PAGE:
Article excerpt

I feel that that this country should have done something for its citizens instead of getting rid of them the way they did. The American government said, 'Let's get rid of the Mexicans since they're the closest to their native lands.' (Castaneda, 1972)


Many educators are committed to multicultural education and are constantly seeking an inclusive curriculum voicing the diversity of the many cultural groups in the United States. The influential work of James Banks (1981, 1997, 2001) has encouraged a generation of educators to design a multicultural curriculum.

Yet while this task remains an important goal for all educators so students may develop an understanding of their own history as well as a respect for the history of others, exclusion of the historical experience of the other is still apparent in many social science textbooks adopted by local and state boards of education.

This article will explore the topic of the unconstitutional deportation of Mexican Americans (American born citizens) during the 1930s and advocate for its inclusion in elementary and secondary social studies curricula, especially through the use of family history and oral history. Actual quotes from oral history interviews conducted by the author and others are included here. This deportation is estimated to have involved 1-2 million people across the United States, with the majority of individuals involved being American born (Balderrama, Rodriguez, 1995).

American history regrettably has other examples of intolerance and the violation of the constitutional rights of various ethnic groups, such as the internment of Japanese Americans in relocation camps during World War II and the forced relocation of Native Americans to reservations. More recently, we have seen acts of intolerance and suspicion aimed at citizens of Middle Eastern origin following the destruction of the World Trade Center and the Pentagon on September 11,2001. Thus, the work of educators is to teach children about the mistakes made by our citizens and government during social, politial, economic, and war crises. Teaching about these violations can help create a more just and accepting pluralistic society so that such acts are never committed again.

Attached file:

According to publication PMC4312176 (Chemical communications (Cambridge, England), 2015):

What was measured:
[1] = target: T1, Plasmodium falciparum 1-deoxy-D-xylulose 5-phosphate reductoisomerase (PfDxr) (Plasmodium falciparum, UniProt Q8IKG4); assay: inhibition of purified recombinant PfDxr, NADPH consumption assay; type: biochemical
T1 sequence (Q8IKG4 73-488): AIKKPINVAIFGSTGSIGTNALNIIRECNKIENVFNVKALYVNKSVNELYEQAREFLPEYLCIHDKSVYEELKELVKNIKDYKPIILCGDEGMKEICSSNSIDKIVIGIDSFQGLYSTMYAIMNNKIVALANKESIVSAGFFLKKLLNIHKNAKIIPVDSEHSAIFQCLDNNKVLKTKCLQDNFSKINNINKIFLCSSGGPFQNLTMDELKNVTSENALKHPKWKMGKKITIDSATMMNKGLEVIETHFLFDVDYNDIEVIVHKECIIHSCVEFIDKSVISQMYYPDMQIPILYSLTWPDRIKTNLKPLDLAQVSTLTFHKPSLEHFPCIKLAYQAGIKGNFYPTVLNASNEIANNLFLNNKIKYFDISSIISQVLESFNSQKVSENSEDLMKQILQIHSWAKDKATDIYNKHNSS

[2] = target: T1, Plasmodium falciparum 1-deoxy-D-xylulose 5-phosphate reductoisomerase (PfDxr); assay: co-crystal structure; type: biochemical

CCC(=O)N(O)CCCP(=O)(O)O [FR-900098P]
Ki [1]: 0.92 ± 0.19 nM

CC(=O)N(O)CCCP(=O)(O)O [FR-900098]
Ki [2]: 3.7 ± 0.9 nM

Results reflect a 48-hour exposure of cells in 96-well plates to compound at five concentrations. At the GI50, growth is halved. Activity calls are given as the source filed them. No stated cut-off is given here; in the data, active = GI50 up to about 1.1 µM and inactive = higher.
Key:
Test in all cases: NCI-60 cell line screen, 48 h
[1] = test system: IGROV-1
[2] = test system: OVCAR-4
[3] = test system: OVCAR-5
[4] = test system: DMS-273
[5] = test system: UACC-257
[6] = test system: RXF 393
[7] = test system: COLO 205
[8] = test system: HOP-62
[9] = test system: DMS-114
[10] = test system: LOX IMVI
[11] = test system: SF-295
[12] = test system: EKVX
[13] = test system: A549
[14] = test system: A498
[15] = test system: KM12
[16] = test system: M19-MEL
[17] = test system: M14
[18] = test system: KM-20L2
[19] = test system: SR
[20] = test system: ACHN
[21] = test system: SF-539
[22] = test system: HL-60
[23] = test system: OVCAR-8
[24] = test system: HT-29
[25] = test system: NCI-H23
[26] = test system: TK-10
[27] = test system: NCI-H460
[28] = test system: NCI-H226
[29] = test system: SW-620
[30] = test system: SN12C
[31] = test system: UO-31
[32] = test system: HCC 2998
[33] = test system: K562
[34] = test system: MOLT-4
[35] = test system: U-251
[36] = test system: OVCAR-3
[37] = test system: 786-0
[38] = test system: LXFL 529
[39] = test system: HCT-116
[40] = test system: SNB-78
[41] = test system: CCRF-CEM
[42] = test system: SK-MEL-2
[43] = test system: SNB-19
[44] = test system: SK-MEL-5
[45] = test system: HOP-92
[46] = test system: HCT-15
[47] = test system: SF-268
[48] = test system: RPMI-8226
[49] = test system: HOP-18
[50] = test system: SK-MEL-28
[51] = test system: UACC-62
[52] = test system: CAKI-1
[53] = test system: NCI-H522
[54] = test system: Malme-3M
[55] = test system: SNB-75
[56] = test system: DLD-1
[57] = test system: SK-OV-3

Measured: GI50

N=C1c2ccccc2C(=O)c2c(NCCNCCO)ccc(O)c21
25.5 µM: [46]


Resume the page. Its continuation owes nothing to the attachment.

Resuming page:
Unconstitutional Deportation of Mexican Americans in the 1930s

The Great Depression was the most severe economic catastrophe of the twentieth-century with vast unemployment and underemployment. Mexicans and Mexican Americans in the United States were especially vulnerable during this time of social and political as well as economic crisis. State governments passed legislation prohibiting the employment of aliens on work projects financed by government funds. Many private companies and industries also adopted an anti-Mexican policy in their hiring practices.

These policies had a profound impact on the Mexican population, because the larger American society regarded "all Mexicans as Mexicans." There was no distinction between Mexican Nationals and American citizens of Mexican descent. So employment was especially difficult to obtain for Mexican Americans as well as Mexicans.

The federal government during the Herbert Hoover Administration also conducted widespread pubic roundups or raids in search of "aliens" perceived to be taking jobs away from American citizens. These raids created fear and anxiety in the Mexican population.

However, the greatest challenge for the Mexican American community was the local campaign by private companies and public welfare agencies of "repatriation." "Repatriation" was a propaganda term created by the local agencies to mask the unconstitutional deportation of Mexicans, many who were legal residents and had lived in the United States for decades along with their American-born children (Examination of the Unconstitutional Deportation and Coerced Emigration of Legal Residents and U.S. Citizens of Mexican Descent, 2003; Balderrama & Rodriguez, 1995). …